Video

Video Native Bees May Help Save Crops

U.S. President Barack Obama has called for a federal strategy to promote the health of bees that have been declining. The honeybee has been waning due to parasites, disease and pesticides. Wild bees may be used to take over their role as crop pollinators. Scientists first need to learn a lot more about wild bees, says biologist Sam Droege, who is pioneering the first national inventory on native bees. VOA’s Deborah Block went to his research laboratory in Beltsville, Maryland, to bring you more.
Video

Video US Defense Officials Plan for Long-Term Strategy to Contain Islamic State

U.S. defense officials say American air strikes in Iraq have helped deter Islamic State militants for the time being, but that a broad international effort is needed to defeat the extremists permanently. Defense Secretary Chuck Hagel warned Thursday that the group formerly known as the Islamic State in Iraq and the Levant, or ISIL, is better organized, and financially and militarily stronger than any other known terrorist group. Zlatica Hoke has more.
Video

Video Drug-Resistant Malaria Spreads in Southeast Asia

On Thailand’s border with Myanmar, also known as Burma, a malaria research and treatment clinic is stepping up efforts to eliminate a drug-resistant form of the parasite - before it spreads abroad. Steve Sandford reports from Mae Sot, Thailand.
Video

Video Gaza Conflict, Hamas Popularity Challenge Abbas

The Palestinian unity government of Mahmoud Abbas has failed to convince Hamas to agree to Egyptian-negotiated terms with Israel on a Gaza cease-fire. VOA State Department Correspondent Scott Stearns reports on what the Gaza conflict means for President Abbas, with whom U.S. officials have worked for years on a two-state solution to the Israeli-Palestinian conflict.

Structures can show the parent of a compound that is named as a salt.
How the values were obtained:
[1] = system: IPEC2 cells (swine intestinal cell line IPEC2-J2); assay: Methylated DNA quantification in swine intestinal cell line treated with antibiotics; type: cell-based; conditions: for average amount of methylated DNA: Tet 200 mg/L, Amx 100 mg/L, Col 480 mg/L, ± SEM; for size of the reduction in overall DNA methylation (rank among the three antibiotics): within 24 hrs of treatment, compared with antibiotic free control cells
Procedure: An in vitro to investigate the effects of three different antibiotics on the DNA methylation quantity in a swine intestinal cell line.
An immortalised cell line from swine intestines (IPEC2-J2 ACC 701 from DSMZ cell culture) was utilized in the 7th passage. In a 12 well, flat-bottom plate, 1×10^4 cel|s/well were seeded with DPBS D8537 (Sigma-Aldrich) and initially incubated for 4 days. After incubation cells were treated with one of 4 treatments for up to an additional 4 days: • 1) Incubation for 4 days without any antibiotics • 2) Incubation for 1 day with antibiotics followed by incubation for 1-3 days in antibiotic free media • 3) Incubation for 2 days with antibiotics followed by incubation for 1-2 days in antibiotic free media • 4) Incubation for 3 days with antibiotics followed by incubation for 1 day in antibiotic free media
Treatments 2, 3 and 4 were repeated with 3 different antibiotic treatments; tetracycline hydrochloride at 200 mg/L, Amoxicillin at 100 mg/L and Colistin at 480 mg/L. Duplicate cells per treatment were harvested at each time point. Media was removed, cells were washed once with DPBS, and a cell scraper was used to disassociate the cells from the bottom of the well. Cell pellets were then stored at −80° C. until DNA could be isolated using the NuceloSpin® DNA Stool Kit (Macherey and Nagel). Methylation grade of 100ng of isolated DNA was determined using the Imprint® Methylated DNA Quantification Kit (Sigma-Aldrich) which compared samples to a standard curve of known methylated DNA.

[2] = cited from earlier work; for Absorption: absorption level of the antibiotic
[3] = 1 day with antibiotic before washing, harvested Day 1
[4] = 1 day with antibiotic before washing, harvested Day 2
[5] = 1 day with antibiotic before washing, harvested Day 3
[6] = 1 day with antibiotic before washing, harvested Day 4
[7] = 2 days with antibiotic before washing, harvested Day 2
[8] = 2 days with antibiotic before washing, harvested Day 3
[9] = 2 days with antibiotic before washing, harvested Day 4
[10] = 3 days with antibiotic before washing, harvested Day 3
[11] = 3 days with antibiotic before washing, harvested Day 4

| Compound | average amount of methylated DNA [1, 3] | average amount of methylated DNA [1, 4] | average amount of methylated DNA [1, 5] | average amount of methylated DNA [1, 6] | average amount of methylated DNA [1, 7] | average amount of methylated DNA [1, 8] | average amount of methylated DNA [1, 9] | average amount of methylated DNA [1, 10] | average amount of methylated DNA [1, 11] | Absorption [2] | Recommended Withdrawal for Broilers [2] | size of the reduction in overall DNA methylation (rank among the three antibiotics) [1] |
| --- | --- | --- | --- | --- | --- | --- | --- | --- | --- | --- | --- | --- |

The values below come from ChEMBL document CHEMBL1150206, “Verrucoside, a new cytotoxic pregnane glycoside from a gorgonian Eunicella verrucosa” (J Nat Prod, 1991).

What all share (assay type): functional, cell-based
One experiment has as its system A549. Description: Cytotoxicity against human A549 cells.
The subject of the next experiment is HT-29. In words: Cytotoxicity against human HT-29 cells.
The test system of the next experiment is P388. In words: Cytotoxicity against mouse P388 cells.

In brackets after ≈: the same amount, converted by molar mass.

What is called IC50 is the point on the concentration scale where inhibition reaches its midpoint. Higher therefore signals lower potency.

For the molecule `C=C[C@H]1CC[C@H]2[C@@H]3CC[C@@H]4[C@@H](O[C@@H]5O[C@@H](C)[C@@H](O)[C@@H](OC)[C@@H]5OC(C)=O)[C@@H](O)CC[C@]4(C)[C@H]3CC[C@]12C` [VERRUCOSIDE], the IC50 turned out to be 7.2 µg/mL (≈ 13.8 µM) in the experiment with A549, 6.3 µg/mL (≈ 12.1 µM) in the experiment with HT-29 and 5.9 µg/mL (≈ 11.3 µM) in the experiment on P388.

Video

Video Nigeria's 'Nollywood' Movie Industry Rolls in High Gear

Twenty years after its birth in a video shop in Lagos, Nigeria's "Nollywood" is one of the most prolific film industries on earth. Despite low budgets and whirlwind production schedules, Nigerian films are wildly popular in Africa and industry professionals say they hope, in the future, their films will be as great in quality as they are in quantity. Heather Murdock has more for VOA from Lagos.
Video

Video UN Launches 'Biggest Aid Operation in 30 Years' in Iraq

The United Nations has launched what it describes as one of the biggest aid operations in 30 years in northern Iraq, as hundreds of thousands of refugees flee the extremist Sunni militant group calling itself the Islamic State. As Kurdish and Iraqi forces battle the Sunni insurgents, the fighting has forced more people to flee their homes. Kurdish authorities say the international community must act now to avert a humanitarian catastrophe. Henry Ridgwell reports for VOA from London.
Video

Video Cambodian American Hip Hop Artist Sings of Personal Struggles

A growing underground movement of Cambodian American hip hop artists is rapping about the struggles of living in urban America. Most, if not all of them, are refugees or children of refugees who came to the United States from Cambodia to escape the Khmer Rouge genocide of the 1970s. Through their music, the artists hope to give voice to immigrants who have been struggling quietly for years. Elizabeth Lee reports from Long Beach, California.
Video

Video African Media Tries to Educate Public About Ebola

While the Ebola epidemic continues to claim lives in West Africa, information technology specialists, together with radio and TV reporters, are battling misinformation and prejudice about the disease - using social media to educate the public about the deadly virus. VOA’s George Putic has more.

AppleAndroid